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Title: Food insecurity, CD4 counts, and incomplete viral suppression among HIV+ patients from Texas Children's Hospital: A pilot study

Author
item MENDOZA, JASON - Children'S Nutrition Research Center (CNRC)
item PAUL, MARY - University Of Texas Health Science Center
item SCHWARZWALD, HEIDI - Baylor College Of Medicine
item LIU, YAN - Children'S Nutrition Research Center (CNRC)
item MARTINEZ, RICHARD - Children'S Nutrition Research Center (CNRC)
item NICKLAS, THERESA - Children'S Nutrition Research Center (CNRC)
item BARANOWSKI, TOM - Children'S Nutrition Research Center (CNRC)

Submitted to: AIDS and Behavior
Publication Type: Peer Reviewed Journal
Publication Acceptance Date: 1/1/2013
Publication Date: 6/1/2013
Citation: Mendoza, J.A., Paul, M.E., Schwarzwald, H., Liu, Y., Martinez, R., Nicklas, T.A., Baranowski, T. 2013. Food insecurity, CD4 counts, and incomplete viral suppression among HIV+ patients from Texas Children's Hospital: A pilot study. AIDS and Behavior. 17(5): 1683-1687.

Interpretive Summary: HIV infection is an important US public health problem. Identifying risk factors for poor prognosis and optimizing HIV prevention and treatment are public health goals. Food insecurity is an understudied yet important likely cause and consequence of HIV infection. Participants were recruited during routine clinic visits from the TCH HIV specialty clinic, which serves the Houston/Harris County area. Participants or their proxies (usually a parent) completed a questionnaire to obtain child’s age, gender, race/ethnicity, and their parents’ education. Current health insurance status was obtained from each patient’s electronic medical record and coded as none, Medicaid/Medicare, or private. These demographic characteristics have been associated with food insecurity and/or HIV infection or HIV risk-related behaviors and thus were considered important. The results showed that food insecurity was associated with lower CD4 counts and higher odds of incomplete viral suppression. It shows that food insecurity may adversely impact pediatric HIV outcomes. This study documents the high occurence of household food insecurity, the inverse association between food insecurity and CD4 counts, and the positive association between food insecurity and incomplete viral suppression among a mainly pediatric sample of HIV-positive patients. Routine measurement of food insecurity is needed in clinics caring for HIV patients. Furthermore, policies and programs directed at alleviating pediatric food insecurity may improve clinical HIV outcomes.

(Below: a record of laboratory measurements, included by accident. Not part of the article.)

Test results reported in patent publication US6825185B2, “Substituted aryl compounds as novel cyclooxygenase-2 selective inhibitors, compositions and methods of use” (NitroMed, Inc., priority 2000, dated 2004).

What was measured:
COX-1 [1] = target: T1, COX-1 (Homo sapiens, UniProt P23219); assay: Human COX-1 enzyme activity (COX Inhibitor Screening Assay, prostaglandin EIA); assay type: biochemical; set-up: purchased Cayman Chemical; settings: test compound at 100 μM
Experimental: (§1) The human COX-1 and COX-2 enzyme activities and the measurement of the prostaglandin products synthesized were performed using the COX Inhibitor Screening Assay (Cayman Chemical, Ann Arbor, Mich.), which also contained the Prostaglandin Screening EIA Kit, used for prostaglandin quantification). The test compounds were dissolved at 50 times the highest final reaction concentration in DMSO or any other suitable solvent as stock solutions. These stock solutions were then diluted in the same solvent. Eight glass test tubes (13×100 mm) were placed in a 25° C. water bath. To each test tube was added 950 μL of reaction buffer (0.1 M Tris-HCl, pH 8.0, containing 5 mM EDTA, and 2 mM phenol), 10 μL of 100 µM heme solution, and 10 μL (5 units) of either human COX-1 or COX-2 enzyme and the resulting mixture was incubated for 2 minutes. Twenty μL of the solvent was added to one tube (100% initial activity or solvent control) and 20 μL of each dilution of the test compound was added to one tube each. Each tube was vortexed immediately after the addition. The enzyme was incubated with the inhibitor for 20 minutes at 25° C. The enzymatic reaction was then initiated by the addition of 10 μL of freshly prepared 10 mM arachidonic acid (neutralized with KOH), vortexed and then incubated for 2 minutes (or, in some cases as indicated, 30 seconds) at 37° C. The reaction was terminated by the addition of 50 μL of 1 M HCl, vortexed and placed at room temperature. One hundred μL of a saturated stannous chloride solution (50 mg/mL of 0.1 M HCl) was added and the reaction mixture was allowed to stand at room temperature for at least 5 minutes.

Technical Abstract: Our goal was to determine the relationship between food insecurity and CD4 counts and viral suppression among pediatric HIV-positive patients. Food insecurity was assessed by validated survey. CD4 counts and viral load were abstracted from patients’ charts. We used linear regression for the dependent variable of the natural log of CD4 counts and logistic regression for viral suppression, with backward deletion of covariates with p greater than 0.1. Food insecurity(B=-0.23, 95% CI [-0.40,-0.01]) was associated with lower CD4 counts and higher odds of incomplete viral suppression (OR= 4.07, 95% CI [1.02, 13.92]). Food insecurity may adversely impact pediatric HIV outcomes.